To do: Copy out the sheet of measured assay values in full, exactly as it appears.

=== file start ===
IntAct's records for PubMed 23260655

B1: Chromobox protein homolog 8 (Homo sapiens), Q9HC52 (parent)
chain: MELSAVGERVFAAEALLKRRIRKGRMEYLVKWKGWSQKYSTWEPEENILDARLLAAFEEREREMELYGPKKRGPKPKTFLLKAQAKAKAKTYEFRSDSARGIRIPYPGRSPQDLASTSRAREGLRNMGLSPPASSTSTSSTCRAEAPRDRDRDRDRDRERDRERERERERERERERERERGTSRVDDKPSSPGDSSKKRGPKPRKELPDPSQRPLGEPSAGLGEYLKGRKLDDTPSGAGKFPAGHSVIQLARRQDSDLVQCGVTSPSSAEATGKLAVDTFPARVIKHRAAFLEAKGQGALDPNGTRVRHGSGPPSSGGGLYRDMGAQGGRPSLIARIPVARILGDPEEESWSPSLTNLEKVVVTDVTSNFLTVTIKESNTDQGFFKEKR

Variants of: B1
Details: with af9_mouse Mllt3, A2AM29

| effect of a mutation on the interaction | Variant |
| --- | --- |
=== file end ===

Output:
IntAct's records for PubMed 23260655

B1: Chromobox protein homolog 8 (Homo sapiens), Q9HC52 (parent)
chain: MELSAVGERVFAAEALLKRRIRKGRMEYLVKWKGWSQKYSTWEPEENILDARLLAAFEEREREMELYGPKKRGPKPKTFLLKAQAKAKAKTYEFRSDSARGIRIPYPGRSPQDLASTSRAREGLRNMGLSPPASSTSTSSTCRAEAPRDRDRDRDRDRERDRERERERERERERERERERGTSRVDDKPSSPGDSSKKRGPKPRKELPDPSQRPLGEPSAGLGEYLKGRKLDDTPSGAGKFPAGHSVIQLARRQDSDLVQCGVTSPSSAEATGKLAVDTFPARVIKHRAAFLEAKGQGALDPNGTRVRHGSGPPSSGGGLYRDMGAQGGRPSLIARIPVARILGDPEEESWSPSLTNLEKVVVTDVTSNFLTVTIKESNTDQGFFKEKR

Variants of: B1
Details: with af9_mouse Mllt3, A2AM29

| effect of a mutation on the interaction | Variant |
| --- | --- |